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As I’ve suggested, President Trump has big, valid points to make about Germany’s auto trade with the United States. Not only does America run an enormous deficit with Germany in vehicles and parts, but claims that Germany deserves great praise from Washington because it makes so many vehicles in the United States are completely unjustified. For they overlook its companies’ very low levels of U.S. content and only very modest improvement on this score. That is, German vehicles are overwhelmingly screwed together in the United States, and therefore add much much less value to the American economy than autos made with domestic parts.

The trouble is that America’s troubles with German trade policies greatly transcend the automotive industry and, to a great extent, Germany. I’ve previously written that there’s a fundamental problem that both the administration and it’s critics are missing:  Germany’s economy, like China’s and many others around the world, is simply not structured in such a way as to make mutually beneficial trade with the United States possible.

But there’s another big U.S.-Germany trade issue that needs highlighting, along with a major danger that Bonn’s approach to trade is creating for the entire world – at least in the medium or long-term.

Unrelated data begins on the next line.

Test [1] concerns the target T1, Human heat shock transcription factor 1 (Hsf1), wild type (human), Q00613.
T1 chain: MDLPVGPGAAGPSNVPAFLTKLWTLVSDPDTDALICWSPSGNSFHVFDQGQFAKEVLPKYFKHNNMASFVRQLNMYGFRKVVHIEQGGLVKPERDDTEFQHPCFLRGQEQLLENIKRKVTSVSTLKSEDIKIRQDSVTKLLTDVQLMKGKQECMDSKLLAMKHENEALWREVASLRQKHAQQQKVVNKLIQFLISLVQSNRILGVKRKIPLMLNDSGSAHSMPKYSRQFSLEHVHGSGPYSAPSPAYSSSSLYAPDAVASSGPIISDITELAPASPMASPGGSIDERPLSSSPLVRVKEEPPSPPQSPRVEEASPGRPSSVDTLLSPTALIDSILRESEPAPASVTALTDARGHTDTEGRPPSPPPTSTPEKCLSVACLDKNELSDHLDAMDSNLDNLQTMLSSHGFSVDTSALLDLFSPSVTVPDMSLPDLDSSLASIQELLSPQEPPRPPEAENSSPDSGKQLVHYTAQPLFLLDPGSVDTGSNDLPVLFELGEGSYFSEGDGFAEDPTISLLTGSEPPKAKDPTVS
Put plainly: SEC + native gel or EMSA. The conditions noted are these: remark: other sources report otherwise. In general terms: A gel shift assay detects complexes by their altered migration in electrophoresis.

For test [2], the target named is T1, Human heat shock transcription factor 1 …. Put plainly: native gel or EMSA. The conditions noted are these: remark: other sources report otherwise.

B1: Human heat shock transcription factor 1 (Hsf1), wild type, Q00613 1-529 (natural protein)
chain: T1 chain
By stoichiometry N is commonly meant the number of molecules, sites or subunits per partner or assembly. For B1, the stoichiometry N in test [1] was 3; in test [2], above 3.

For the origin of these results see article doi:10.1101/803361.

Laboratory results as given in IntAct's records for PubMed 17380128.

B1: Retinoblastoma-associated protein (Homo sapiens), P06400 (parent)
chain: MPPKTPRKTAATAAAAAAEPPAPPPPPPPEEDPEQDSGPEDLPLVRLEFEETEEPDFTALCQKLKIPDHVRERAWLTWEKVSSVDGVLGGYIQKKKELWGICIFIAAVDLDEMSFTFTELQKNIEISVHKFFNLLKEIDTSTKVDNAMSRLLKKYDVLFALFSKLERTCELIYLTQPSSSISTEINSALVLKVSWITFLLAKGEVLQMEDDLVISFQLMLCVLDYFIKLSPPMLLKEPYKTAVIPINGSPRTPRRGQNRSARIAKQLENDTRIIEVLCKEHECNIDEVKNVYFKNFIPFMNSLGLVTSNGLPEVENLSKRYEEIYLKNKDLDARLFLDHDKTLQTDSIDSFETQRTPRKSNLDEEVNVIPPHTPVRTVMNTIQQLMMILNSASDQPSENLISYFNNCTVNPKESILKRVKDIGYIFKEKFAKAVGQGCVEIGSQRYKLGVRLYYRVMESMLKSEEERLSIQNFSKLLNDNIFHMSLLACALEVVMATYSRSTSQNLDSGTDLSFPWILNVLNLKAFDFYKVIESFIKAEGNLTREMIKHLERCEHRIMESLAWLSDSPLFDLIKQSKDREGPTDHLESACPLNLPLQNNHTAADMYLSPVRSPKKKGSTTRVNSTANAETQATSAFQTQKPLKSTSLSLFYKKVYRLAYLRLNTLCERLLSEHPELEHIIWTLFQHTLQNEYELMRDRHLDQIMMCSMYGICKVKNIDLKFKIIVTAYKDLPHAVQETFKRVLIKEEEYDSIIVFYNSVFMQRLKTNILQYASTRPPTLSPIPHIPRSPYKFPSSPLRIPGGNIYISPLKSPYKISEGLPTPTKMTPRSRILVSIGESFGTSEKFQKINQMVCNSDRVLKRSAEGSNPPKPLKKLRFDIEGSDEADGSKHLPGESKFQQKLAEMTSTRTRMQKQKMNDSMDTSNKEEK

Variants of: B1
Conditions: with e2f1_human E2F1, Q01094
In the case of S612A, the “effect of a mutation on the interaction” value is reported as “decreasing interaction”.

That other U.S. Germany trade problem has to do with the makeup of bilateral commerce. If you look at the nature of what the United States trades most successfully with Germany and vice versa, you find that the former category contains a mix of high value manufactures and commodities, while the latter is dominated by advanced industrial goods. Here are lists of the sectors in which America last year ran its biggest trade surpluses and deficits with Germany. (To the surplus list should be added – prominently – aircraft, which are not counted accurately in the U.S. International Trade Commission database I’m relying on.)

Top ten U.S. trade surpluses with Germany: 

glass products 

tree nuts 

soybeans 

computers 

non-costume jewelry 

non-anthracite coal & petroleum gases 

fin-fish products

computer parts 

surgical appliances and supplies 

pulp mill products 

 

Top ten US deficits with Germany

autos and light trucks 

pharmaceuticals

goods returned from Canada 

motor vehicle transmissions and transmission parts

aircraft engines and engine parts

construction machinery

miscellaneous general purpose machinery 

miscellaneous basic org chemicals 

miscellaneous engine equipment 

motor vehicle parts

These results are disturbing because, contrary to the superficial conventional wisdom, if you take seriously standard trade theory and its core concept of comparative advantage, sectoral trade balances matter tremendously. For the main idea behind the freest possible international trade is structuring the world economy so as to enable those countries most proficient at producing various goods and services to dominate their output. So surpluses and deficits in different industries show which countries are passing and failing this test – and thus which countries look likely eventually to control worldwide supplies of the sophisticated goods that create so many high wage jobs and foster so much innovation and productivity growth.